“Sticker Kit” Art Print by Shepard Fairey (Onsale Info)

Shepard Fairey’s newest print was created to help Dave and Holly Combs of PEEL Zine after losing their home.  “Sticker Kit” is an 18″ x 24″ screenprint, has an edition of 450, and will be $45.  It goes up Tuesday, October 6th at a random time.  Visit ObeyGiant.com.

13 Responses to ““Sticker Kit” Art Print by Shepard Fairey (Onsale Info)”

  1. First print in a long time that he’s done that even peaked my interests.

  2. Hey Shep, I lost my home, Where The €%£# where you? Nice too see he is also gonna take over the real estate biz

  3. asshole ricky, maybe try looking into what PEEL Zine was and why they are losing their house instead running your mouth and looking like even more of a douchebag then you already are:

    the day you try to do something to help out the art community is the day it will try and help you.

  4. *piqued my interest….and I agree

  5. I am gonna cry myself to sleep. I am a douche and phuckin proud of it.Thank you babe



  8. Yes, oh yes! Bout damn time he put out a print with cool imagery. It seems like it’s been a while.

  9. this print is good… I always liked when obey does the 50’s style graphics.

    ps: some of the comments above are straight dumb! what the hell is wrong with you guys.

  10. Nearly eight years ago a sticker changed my life forever. My wife Holly and I had traveled to Ground Zero NYC to assist with the 9/11 recovery effort. Amongst the noise of a city in turmoil an unassuming little sticker kept popping up declaring that “André the Giant has a Posse.” My curiosity was piqued and investigation ensued. I was both delighted and amazed to learn that I had unknowingly participated in a kind of social experiment in Phenomenology. The stickers had challenged the way I viewed public space and led me to question many long-held ideas about what art could be. That raw, unexpected, anonymous encounter stuck with me and powerfully impressed upon me the efficacy of street art using the medium of the sticker.

    Shepard’s work inspired Holly and me to start our own propaganda campaign to “ban comic sans” and soon after to document street art in our own DIY fanzine, PEEL. Over the course of eight issues and about five years the zine grew from 200 black-and-white, ½-size copies to 20,000 full-color, full-size glossy copies distributed worldwide. We eventually started an online store, GORILLAmART.com, to sell sticker packs and zines related to street art. After a while we also opened a gallery in Indianapolis dedicated to showing the work of street artists, Alias Gallery which lasted for about a year. We also worked with a publisher to produce the book PEEL: The Art of the Sticker which collects highlights from the first eight issues. Through our work we were directly involved in the production and/or distribution of about one and half million stickers.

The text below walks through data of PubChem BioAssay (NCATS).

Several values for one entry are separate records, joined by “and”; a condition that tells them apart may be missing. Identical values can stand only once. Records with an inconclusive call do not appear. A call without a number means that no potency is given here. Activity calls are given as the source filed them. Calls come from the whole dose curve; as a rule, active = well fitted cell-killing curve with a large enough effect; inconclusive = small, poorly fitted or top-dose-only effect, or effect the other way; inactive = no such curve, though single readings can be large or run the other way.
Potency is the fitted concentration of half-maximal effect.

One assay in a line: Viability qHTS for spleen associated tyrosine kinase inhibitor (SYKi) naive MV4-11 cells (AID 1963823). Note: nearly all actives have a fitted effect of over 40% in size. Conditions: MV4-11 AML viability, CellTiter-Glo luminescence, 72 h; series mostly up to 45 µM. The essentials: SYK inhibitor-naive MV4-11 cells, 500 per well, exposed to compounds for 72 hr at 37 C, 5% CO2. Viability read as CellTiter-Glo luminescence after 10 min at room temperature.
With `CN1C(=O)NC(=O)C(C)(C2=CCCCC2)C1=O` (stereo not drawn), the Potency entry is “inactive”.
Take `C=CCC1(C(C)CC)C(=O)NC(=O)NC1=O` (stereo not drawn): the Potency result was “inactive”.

In all of this work, we were unable to turn a profit, but rather incurred a large amount of personal financial debt secured by our home as collateral. About the time of the economic downturn we were unable to continue paying on all the loans we had taken out to pursue our dream and as a result lost our home in bankruptcy. Though it’s been difficult we have no regrets and it’s been an incredible ride.

    Holly is now teaching street art in public schools through her Street Styles workshops. We are both are grateful to everyone who has been involved with and supported PEEL in some way or another from fans to street artists. We are especially grateful to Shepard for both inspiring us to embark on this incredible journey of doing PEEL Magazine and for now helping us get back on our feet with this print.

  11. So is the store down or is it just me?
    “Sorry, the shop is inaccessible temporarily. Please try again later.”
    Anybody else getting this? It’s been like that since yesterday.

  12. up


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